Evaluation of a fine sediment biomonitoring tool across a wide range of temperate rivers and streams

Matthew Turley, Gary Bilotta, Chris Extence, Richard Brazier

Research output: Contribution to journalArticle

Abstract

1. Elevated levels of fine sediment (suspended and deposited) are a common cause of ecological degradation in freshwater ecosystems. However, it is time-consuming and expensive to monitor these parameters to support national and international water resource legislation. 2. The Proportion of Sediment-sensitive Invertebrates (PSI) index is a biomonitoring tool that is designed to identify the degree of sedimentation in rivers and streams. Despite having a sound biological basis, until now, the PSI index has only been tested against observed fine sediment data in two catchments; other published applications of the PSI index have relied on inferred fine sediment values. 3. In this study, we report the results of a comprehensive analysis of the performance of the PSI index across a wide range of reference condition temperate stream and river ecosystems, including 835 sites with data on deposited sediment and 451 sites with data on suspended solids (>12500 data points measured between 1978 and 2002). 4. The effect of taxonomic level and taxonomic resolution on the performance of the PSI index was also examined, as was the performance of the PSI index against other non-sediment-specific indices, including Average Score Per Taxon (ASPT), Lotic-invertebrate Index for Flow Evaluation (LIFE), Ephemeroptera, Plecoptera and Trichoptera (EPT) abundance, % EPT abundance, EPT richness and % EPT richness. 5. The results of this study show that the PSI index was more correlated with fine sediment metrics than the other biological indices tested:rs=−0.64, (P<0.01,n=2502) for deposited sediment andrs=−0.50 (P<0.01,n=1353) for suspended solids. 6. We highlight the optimal conditions for applying the PSI index, in its current form. Given the variability in the relationship between PSI and fine sediment metrics, we propose that the use of data from more objective, quantitative methods of measuring deposited fine sediment may help to enhance the performance of the model for future applications and advance understanding of fine sediment dynamics and the pressure–response relationship.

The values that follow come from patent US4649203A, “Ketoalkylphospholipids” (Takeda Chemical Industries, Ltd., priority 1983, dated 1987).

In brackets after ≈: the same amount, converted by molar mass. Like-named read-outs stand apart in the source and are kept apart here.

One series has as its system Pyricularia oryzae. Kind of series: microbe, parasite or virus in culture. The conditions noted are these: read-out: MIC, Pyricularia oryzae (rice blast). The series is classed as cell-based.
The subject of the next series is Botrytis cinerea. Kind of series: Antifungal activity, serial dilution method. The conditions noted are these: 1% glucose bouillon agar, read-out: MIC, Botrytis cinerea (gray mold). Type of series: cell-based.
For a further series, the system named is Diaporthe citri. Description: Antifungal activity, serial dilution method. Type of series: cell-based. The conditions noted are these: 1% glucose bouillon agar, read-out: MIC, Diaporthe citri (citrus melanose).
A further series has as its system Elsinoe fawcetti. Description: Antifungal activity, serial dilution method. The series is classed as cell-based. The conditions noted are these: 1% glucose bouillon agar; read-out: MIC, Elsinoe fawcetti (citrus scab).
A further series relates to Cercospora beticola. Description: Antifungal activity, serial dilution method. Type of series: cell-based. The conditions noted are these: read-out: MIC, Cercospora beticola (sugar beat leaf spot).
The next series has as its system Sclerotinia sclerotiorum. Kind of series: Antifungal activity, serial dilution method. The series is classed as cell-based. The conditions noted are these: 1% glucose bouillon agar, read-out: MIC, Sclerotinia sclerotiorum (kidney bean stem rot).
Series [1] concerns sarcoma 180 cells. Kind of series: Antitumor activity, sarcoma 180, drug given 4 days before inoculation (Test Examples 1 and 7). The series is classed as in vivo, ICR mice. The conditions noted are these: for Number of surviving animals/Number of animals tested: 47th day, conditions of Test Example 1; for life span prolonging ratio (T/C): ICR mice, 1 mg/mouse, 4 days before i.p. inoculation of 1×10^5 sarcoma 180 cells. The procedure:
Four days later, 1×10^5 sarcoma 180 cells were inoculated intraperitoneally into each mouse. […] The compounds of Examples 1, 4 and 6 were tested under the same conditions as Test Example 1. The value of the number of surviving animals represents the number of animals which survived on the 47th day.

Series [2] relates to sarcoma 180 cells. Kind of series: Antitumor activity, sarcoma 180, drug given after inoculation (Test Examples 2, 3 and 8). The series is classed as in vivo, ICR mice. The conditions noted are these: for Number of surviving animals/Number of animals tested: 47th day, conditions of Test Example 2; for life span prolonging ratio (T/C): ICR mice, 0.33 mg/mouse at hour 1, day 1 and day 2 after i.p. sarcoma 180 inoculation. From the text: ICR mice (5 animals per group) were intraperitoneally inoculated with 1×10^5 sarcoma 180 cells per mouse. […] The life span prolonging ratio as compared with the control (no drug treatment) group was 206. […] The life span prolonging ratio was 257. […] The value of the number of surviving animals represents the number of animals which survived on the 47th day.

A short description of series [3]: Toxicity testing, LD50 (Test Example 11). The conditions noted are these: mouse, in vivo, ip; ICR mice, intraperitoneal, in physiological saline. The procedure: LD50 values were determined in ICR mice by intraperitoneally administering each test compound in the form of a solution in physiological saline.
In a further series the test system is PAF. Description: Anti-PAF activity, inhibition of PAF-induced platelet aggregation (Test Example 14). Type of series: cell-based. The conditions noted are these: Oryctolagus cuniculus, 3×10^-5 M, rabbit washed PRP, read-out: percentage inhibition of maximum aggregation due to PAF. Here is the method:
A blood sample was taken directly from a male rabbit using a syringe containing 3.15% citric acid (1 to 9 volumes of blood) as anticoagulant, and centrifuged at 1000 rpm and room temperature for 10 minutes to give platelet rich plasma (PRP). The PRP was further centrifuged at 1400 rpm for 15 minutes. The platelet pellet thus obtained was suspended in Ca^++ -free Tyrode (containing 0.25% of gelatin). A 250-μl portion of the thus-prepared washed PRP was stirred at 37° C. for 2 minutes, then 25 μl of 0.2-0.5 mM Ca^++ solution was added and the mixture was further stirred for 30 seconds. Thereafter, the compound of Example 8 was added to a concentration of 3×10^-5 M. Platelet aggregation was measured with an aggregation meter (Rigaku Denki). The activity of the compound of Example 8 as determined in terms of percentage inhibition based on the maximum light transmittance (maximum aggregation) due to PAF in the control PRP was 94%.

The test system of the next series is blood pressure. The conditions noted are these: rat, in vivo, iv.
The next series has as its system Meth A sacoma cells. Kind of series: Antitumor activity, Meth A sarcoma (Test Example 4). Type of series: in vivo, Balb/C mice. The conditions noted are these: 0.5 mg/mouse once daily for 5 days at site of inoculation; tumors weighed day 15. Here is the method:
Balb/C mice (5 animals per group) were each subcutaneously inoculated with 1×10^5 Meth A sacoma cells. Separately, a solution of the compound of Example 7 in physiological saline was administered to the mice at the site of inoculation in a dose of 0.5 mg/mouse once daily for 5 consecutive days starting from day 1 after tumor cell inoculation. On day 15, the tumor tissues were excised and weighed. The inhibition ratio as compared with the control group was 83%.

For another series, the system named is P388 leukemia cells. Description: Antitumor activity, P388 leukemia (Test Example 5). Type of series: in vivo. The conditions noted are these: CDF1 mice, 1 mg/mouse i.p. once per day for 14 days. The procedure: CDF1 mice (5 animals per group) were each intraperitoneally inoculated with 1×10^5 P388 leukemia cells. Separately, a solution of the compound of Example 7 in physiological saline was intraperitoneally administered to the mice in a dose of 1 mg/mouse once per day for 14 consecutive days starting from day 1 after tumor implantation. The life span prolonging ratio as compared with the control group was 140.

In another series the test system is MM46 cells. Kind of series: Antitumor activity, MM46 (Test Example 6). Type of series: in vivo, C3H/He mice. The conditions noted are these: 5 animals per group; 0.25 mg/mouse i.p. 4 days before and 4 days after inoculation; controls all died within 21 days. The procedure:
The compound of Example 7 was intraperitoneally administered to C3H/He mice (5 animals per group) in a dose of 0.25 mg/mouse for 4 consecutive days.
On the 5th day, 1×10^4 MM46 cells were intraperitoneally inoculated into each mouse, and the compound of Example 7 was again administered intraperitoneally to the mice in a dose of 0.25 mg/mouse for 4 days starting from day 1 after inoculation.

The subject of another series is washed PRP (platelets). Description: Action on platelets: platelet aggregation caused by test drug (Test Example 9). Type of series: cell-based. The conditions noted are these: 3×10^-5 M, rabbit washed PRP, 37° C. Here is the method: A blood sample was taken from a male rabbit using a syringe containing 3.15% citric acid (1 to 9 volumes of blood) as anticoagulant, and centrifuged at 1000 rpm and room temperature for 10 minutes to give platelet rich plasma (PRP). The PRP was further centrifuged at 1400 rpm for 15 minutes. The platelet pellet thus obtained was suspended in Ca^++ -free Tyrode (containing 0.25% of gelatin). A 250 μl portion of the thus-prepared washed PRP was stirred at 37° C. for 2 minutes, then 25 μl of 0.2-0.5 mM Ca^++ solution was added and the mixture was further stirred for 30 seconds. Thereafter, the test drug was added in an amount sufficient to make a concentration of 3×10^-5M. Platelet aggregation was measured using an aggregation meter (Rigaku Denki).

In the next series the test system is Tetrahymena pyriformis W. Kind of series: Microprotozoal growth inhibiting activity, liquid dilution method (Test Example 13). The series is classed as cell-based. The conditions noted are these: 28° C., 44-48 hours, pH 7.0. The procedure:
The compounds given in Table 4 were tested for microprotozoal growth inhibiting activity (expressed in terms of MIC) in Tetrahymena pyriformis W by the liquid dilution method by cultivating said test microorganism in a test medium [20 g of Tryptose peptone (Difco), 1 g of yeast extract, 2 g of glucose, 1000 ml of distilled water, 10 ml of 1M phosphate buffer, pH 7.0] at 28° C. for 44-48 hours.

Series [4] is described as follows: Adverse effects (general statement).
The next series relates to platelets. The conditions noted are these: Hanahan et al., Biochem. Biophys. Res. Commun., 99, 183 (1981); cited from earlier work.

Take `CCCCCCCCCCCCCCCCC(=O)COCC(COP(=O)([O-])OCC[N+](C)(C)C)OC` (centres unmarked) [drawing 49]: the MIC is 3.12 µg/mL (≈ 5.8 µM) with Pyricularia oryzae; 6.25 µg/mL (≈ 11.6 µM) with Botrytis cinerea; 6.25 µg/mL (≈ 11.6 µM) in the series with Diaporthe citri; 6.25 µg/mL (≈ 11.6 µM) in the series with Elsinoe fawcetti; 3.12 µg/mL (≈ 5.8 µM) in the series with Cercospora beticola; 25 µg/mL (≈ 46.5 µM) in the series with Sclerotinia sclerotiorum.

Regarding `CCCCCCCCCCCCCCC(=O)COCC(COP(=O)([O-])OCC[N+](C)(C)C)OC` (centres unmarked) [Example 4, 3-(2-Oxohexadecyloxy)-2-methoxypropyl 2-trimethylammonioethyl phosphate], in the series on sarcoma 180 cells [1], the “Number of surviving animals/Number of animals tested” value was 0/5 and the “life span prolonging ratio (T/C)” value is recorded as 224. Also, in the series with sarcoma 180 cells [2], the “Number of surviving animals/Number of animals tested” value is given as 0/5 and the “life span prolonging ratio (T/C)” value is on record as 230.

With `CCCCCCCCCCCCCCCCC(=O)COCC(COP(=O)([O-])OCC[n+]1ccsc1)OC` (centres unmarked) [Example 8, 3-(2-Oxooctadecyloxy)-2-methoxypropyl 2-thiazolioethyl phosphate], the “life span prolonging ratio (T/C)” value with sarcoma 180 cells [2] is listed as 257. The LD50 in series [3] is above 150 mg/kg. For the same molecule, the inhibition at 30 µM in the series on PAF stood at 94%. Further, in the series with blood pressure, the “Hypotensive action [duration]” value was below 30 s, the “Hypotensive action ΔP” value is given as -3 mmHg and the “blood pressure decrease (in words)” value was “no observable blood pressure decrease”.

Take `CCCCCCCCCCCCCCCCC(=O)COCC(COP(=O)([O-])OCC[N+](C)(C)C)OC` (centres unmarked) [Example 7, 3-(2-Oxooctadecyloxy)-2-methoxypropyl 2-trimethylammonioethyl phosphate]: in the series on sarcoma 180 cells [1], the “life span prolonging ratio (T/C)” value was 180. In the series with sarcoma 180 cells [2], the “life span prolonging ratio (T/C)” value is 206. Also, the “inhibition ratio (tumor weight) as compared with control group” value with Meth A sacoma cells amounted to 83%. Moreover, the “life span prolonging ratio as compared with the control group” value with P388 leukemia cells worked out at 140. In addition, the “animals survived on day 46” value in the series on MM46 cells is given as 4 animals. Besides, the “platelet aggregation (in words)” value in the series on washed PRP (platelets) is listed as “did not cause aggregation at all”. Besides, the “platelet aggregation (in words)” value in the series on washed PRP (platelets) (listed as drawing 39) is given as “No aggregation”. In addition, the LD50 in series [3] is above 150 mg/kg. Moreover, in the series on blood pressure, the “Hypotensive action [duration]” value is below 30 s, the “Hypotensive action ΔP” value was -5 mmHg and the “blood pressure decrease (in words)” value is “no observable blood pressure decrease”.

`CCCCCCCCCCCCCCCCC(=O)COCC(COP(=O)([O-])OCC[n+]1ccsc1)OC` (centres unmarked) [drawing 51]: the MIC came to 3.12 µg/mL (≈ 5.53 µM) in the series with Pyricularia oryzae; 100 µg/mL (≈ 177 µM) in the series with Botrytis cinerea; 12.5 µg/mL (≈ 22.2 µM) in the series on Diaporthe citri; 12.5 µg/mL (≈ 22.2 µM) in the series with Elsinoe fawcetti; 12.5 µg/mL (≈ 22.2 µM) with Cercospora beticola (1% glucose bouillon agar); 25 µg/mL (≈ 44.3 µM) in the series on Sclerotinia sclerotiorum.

Original languageEnglish
Pages (from-to)2268-2277
Number of pages10
JournalFreshwater Biology
Volume59
Issue number11
DOIs
Publication statusPublished - 1 Nov 2014

Bibliographical note

© 2014 The Authors Freshwater Biology Published by John Wiley & Sons Ltd. This is an open access article under the terms of the Creative Commons Attribution License, which permits use, distribution and reproduction in any medium, provided the original work is properly cited.

Keywords

  • biomonitoring
  • deposited fine sediments
  • macroinvertebrates
  • sedimentation
  • suspended sediments

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